3 things you should know about cell-based meat, the Autumnal Equinox, and Canada’s last ice shelf

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Meet Renée-Claude Goulet and Michelle Campbell Mekarski.

They are Ingenium’s science advisors, providing expert scientific advice on key subjects relating to the Canada Agriculture and Food Museum and the Canada Science and Technology Museum. Jesse Rogerson, formerly the science advisor for the Canada Aviation and Space Museum, continues to lend his expert voice to the Channel.

In this colourful monthly blog series, Ingenium’s past and present science advisors offer up three quirky nuggets related to their areas of expertise. For the September edition, they discuss cell-based meat, the Autumnal Equinox, and the collapse of the last Canadian ice shelf.

A close-up image of two burger patties cooking in a pan.

Cultured meat could help us produce more food with less space, but we need to find ways to produce it reliably and cost-effectively. 

Cell-based meat and the future of food 

With a growing world population, demand for meat and seafood is on the rise and is only expected to keep increasing. Considering our depleting land and water resources, how will we feed an estimated nine billion people by 2050? Some believe cultured or “lab-grown” meat may be part of the solution. 

The idea of growing meat separately from animals is not new; research and development efforts began 20 years ago. The common goal is to create products that compare in cost, taste, and texture to meat, fish, and other animal products — but without the land use or the animals.

To create what is called “cell-based meat,” scientists start with a small sample of muscle collected from an animal. From this, they isolate simple cells which have potential to become more specialized, and make them replicate. The next step is to grow the cells in a nutrient broth, which also contains growth factors (chemical signals). These tell the cells to activate certain genetic programs, which prompts them to develop into muscle cells as they would in an animal. Scientists then provide a scaffold for the cells to grow on, and use electric pulses to exercise them. This allows the cells to form muscle tissue. 

With current technology and methods, scientists can grow small amounts of beef, chicken, and fish, but at prohibitive prices due to the costly inputs. Replicating cuts like steaks and fillets — which have complex structures and are made up of many different types of cells — is still a long way off. What is currently achievable is more simple and homogenous; think of it being similar to ground beef.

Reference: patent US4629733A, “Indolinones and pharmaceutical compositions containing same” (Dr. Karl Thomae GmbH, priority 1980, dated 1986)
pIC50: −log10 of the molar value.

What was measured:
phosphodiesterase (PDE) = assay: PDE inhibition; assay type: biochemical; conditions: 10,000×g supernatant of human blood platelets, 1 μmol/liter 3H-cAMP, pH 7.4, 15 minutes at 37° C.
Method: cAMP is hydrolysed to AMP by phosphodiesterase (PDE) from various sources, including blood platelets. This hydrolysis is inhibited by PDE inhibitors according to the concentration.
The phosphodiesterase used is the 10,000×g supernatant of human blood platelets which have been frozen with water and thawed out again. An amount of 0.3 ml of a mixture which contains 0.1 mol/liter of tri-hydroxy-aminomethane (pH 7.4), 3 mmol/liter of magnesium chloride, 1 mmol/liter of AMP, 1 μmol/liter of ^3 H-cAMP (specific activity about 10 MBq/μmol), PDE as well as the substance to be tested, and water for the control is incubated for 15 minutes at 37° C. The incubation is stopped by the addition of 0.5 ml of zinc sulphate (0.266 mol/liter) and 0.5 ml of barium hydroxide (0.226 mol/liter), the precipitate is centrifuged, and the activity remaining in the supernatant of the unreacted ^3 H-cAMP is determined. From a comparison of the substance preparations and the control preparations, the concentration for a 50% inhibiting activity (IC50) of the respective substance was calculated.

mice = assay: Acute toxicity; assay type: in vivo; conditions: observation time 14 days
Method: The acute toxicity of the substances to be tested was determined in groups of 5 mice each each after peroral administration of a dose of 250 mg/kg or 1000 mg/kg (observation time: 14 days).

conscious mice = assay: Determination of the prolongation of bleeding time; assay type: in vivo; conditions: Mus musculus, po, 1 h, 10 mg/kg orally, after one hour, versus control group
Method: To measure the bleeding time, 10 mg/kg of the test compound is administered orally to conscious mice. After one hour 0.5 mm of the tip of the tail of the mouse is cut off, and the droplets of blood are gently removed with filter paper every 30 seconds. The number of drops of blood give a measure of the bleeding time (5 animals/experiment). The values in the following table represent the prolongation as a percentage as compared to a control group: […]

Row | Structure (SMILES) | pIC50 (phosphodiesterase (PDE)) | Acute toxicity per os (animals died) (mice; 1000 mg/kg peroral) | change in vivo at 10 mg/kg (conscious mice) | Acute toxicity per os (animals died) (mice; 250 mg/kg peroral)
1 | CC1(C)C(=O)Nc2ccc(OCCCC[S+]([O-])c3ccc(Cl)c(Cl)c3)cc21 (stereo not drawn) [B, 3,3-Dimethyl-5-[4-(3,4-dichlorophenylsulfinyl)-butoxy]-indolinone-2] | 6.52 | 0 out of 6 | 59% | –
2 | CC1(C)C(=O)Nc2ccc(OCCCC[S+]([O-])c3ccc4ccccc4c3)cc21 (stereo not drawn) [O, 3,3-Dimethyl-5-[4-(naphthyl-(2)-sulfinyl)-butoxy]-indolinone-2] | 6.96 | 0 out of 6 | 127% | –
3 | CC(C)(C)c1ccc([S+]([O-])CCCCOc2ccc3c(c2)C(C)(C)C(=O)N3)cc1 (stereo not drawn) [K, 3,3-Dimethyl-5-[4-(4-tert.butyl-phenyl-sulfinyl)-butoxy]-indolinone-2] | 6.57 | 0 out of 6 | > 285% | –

According to industry experts, we may see foie gras as early as 2022, and sausage, meatballs, and burgers by 2026. However, others warn there are still many hurdles for the industry to overcome before this is commercially viable: sharing of research, scalability, cost of inputs, nutritional value, regulatory approval, and consumer acceptance, to name a few. 

There is still so much to learn in the nascent but promising field of “cellular agriculture.” The trend doesn't stop at meat — stay tuned for breast milk, eggs, and dairy proteins created in a similar way.

By Renée-Claude Goulet

The horizon cuts horizontally through the middle of the image, separating a blue sky and a green ground. There are three arching pathways the Sun takes, one for the summer solstice, one for the equinoxes, and one for the winter solstice. The summer solstice pathway is the highest and widest, the equinox in the middle, and the winter solstice is lowest.

As the Earth orbits the Sun, the apparent position of the Sun in our sky changes. This is a result of Earth’s axial tilt.

The Autumnal Equinox

The 2020 Autumnal Equinox will occur on September 22 at 9:30 a.m. EDT. For the most part, we use this date to mark the official change of the season: the first day of autumn in the northern hemisphere, and the first day of spring in the southern hemisphere. But what exactly is an equinox, and how do we know when it’s happening?

The word ‘equinox’ is derived from the Latin words aequus (equal) and nox (night), and refers to the fact that this is the time of year where there are roughly 12 hours of daylight and 12 hours of darkness. This is the result of the relationship between the Earth, the Sun, and Earth’s axial tilt (In this video, I explain in-depth how equinoxes work).

Our planet’s north-south axis — the axis we rotate around — is tilted 23.5 degrees relative to the plane of our orbit around the Sun. The tilt is fixed; it’s always tilted and pointing in the same direction.

In December, the North Pole is pointed away from the Sun. This gives us shorter days and spreads sunlight out over a larger area, making it colder in the North. But six months later in June, the North Pole is now tilted towards the Sun. This gives us longer days and concentrates the sunlight over a smaller area, making it warmer in the north.

Between those two extremes, there’s a midway point where Earth’s tilted axis is neither pointed towards the Sun nor away. This exact moment is called an Equinox. Roughly speaking, Earth gets about 12 hours of sunlight on that day.